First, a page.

Hingham brothers hold top spots in police and fire departments
Fire Chief Bob Olsson and Police Chief Glenn OlssonBy Bonnie Adams, Managing Editor
In the town of Hingham, there are two Chief Olssons. Robert “Bob” Olsson, 64, is the fire chief and his younger brother, Glenn, 59, is the police chief. And although they took different paths to achieve their respective department’s top spots, they share a deep commitment to public service and honoring the work ethic that was instilled in them at an early age.
Although there were no immediate family members who served in either department prior to when they joined their respective departments, the Olssons said they did have family friends who did who inspired them. They also credit their father, Robert, who was an Eagle Scout when he was younger and then went on to be a troop leader. Both Bob and Glenn themselves are also Eagle Scouts.
“Our dad always set an example for us and I think that really got us interested in public service,” Glenn said.
After graduating from high school, Bob studied engineering at Rensselaer Polytechnic Institute and then attended graduate school at Worcester Polytechnic Institute. There he was inspired by one of his professors who worked for an insurance company on fire protection engineering.
“That caught my interest,” he recalled. “It also appealed to my technical, engineering side.”
After taking a civil service exam, he was hired by the Hingham Fire Department in 1976, working primarily as an emergency medical technician. After working his way up the ranks, he was named chief in April of 2015.
Glenn’s route to the top spot in his department took a different approach.
“I didn’t go to college right away. I owned a gas station for a while, which was a good experience,” he said.
In 1980, he too, decided to take the civil service exam. After passing, he attended the police academy which was then located in Fall River. He also earned a bachelors’ degree in criminal justice at Curry College. After being hired by the Hingham Police Department, he became a patrolman for the next 16 years. He was named chief in July 2015.
“I never planned on becoming the chief,” he admitted. “It was a big change to make this jump. It’s almost like starting over.”
Both brothers now find themselves not so much “on the streets” but more involved in working with many of the town’s municipal departments such as the planning board, finance committee and zoning board of appeals.
Hingham is a very affluent community which also has four main roadways that thousands of commuters use each day. It also has a MBTA commuter rail station and a commuter boat that goes into Boston each day. The Olssons are both involved in overseeing different parts of these transportation modes ensuring safety and compliance with regulations.
The town has also, they agree, changed demographic-wise, from when they were growing up.
“There are now less farms, “Bob said, “and more developments.”
Currently there are several major housing developments being built in the town that require input from them.
Although the brothers have a very easygoing manner, occasionally teasing each other, it is evident there is a deep respect and pride for the job that the other does.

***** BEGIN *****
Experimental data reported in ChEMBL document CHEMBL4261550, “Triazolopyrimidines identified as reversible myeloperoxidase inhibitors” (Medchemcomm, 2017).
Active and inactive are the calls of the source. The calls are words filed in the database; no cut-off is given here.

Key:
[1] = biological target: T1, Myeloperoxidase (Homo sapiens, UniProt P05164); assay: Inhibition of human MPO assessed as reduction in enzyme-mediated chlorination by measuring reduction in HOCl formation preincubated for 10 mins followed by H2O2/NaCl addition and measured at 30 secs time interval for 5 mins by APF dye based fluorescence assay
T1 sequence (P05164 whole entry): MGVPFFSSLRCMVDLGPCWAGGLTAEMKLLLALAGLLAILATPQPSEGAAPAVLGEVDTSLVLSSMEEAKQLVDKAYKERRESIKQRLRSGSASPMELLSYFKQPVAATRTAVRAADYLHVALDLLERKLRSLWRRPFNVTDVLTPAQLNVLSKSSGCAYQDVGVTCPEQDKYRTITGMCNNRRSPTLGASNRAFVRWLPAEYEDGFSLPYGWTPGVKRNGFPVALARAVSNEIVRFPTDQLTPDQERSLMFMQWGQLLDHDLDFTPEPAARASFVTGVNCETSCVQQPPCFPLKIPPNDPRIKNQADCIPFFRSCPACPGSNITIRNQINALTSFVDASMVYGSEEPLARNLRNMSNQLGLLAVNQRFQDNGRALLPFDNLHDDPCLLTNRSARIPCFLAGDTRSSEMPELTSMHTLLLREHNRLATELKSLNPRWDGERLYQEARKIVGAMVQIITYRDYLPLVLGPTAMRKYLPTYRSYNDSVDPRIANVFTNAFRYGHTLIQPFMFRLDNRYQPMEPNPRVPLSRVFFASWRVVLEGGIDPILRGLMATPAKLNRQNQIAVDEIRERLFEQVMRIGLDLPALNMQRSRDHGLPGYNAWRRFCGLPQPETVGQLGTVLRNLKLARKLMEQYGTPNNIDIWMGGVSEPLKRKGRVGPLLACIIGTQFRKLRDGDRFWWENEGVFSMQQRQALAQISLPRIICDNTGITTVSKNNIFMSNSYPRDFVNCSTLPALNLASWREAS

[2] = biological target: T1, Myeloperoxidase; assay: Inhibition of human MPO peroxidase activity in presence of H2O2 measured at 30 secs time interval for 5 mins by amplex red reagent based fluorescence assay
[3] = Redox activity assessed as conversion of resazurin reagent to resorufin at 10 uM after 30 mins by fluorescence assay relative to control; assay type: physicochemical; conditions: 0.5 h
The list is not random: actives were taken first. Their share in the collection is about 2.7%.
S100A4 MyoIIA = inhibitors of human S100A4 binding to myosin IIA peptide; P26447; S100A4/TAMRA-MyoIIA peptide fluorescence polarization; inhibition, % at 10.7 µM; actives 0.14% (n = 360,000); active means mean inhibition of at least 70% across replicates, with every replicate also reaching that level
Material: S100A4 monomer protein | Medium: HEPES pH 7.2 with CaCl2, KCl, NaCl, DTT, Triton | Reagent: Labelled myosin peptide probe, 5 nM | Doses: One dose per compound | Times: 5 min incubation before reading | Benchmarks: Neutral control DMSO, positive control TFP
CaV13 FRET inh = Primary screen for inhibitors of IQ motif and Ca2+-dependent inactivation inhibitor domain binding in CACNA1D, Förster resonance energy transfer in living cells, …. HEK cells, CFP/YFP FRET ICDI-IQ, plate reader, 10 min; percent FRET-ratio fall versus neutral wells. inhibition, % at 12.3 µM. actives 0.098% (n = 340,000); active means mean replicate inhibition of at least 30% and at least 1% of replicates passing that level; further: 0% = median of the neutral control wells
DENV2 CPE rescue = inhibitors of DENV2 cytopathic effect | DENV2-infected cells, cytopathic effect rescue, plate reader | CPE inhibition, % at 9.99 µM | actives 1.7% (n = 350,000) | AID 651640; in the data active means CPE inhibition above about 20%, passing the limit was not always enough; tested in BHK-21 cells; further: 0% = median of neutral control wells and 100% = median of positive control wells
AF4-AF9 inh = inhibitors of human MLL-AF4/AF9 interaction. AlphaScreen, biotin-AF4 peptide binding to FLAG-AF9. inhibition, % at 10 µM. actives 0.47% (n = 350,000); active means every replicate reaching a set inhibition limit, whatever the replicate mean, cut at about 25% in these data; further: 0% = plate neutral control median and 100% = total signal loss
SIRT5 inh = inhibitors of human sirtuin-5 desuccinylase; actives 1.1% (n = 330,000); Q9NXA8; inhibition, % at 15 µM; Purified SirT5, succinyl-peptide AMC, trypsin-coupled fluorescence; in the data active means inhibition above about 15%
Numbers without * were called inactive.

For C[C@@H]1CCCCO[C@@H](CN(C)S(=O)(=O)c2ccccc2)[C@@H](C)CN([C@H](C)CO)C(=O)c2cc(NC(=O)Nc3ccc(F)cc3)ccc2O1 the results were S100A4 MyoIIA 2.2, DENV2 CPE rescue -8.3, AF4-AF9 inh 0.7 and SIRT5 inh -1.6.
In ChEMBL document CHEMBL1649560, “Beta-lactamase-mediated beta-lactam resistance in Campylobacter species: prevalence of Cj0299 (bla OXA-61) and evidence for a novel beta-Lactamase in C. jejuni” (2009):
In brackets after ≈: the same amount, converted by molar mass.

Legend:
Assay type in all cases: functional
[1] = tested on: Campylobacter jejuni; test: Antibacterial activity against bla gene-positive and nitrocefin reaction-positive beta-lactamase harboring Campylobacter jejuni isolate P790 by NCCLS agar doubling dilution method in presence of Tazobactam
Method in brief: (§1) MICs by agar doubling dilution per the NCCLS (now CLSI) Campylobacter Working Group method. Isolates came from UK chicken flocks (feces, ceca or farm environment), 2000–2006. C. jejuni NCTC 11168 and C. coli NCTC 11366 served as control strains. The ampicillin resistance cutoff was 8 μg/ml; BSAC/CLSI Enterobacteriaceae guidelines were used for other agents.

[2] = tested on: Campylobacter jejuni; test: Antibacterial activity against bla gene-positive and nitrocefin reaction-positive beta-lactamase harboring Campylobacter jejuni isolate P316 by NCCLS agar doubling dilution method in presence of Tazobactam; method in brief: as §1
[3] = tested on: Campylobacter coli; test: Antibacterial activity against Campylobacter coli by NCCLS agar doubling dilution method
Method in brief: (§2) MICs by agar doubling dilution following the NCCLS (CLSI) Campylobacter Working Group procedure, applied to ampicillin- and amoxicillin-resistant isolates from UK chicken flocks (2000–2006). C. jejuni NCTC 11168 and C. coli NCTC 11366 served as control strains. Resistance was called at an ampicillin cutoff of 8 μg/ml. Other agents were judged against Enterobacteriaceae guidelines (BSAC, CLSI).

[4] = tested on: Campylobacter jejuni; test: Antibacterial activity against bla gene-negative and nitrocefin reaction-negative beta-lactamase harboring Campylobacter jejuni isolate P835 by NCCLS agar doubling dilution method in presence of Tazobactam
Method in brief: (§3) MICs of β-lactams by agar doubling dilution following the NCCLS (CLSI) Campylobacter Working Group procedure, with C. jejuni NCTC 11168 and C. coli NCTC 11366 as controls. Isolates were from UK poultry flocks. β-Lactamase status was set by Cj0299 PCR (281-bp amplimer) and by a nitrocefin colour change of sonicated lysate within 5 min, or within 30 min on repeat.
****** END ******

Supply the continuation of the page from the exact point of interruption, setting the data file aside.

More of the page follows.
“And no matter what, we have one rule. We are brothers first,” Bob said.
Both Olssons note that they feel fortunate to work in a town where management also stresses cooperation between departments.
One issue the police and fire departments have worked on as a cooperative effort is the Hingham Substance Abuse Prevention Coalition (Hingham C.A.R.E.S.). that aims to put into place measures regarding the opioid epidemic. Hingham, like every other community across the state, and indeed, the nation, has been faced with this challenge. Last year the town had 29 situations where emergency measures were required to deal with an overdose.
“Like other issues, such as drunk drivers and domestic abuse, we are the ones dealing with it. So it’s key that our departments work together on this,” Glenn said.
The Olssons admit that after dealing with so many people in crisis, their perceptions of those who abuse drugs has changed.
“Addiction is an illness and it destroys families,” Glenn said. “We have to have compassion and have open conversations.”
“Outreach is important and it’s important to get different points of view,” Bob added.
Now age 64, Bob will be retiring next year. As such, he is intent on helping the department prepare as much as possible for the challenges of the future. Issues such as newer construction materials that burn faster and the safety of his personnel when responding to fires when these types of materials are involved, is paramount, he said.
“Regarding fire flow, we have to relearn some lessons,” he said. “How do you survive these? How do you get out?”
Both brothers note that they love their jobs and spend many, many hours at them. But one thing that irks them, a little bit, they agree, is the perception of how police and fire departments are portrayed on television.
“I have to always remind people that what they think they see on CSI is not real!” Bob laughed.
If there is one regret the brothers have, it is that one of the most important people in their lives is not here to witness their success.
“Our dad passed away before he saw us be promoted into these positions,” Bob said. “He would have loved it and been so proud.”
They are fortunate that their mother, Doris, was able to partake in seeing them both being named chief, they added.
“They both really instilled in us that work ethic. They helped us develop that motivation that is deep inside us to always do well,” Bob said. “And we are truly doing these jobs because we care deeply about the departments we represent.”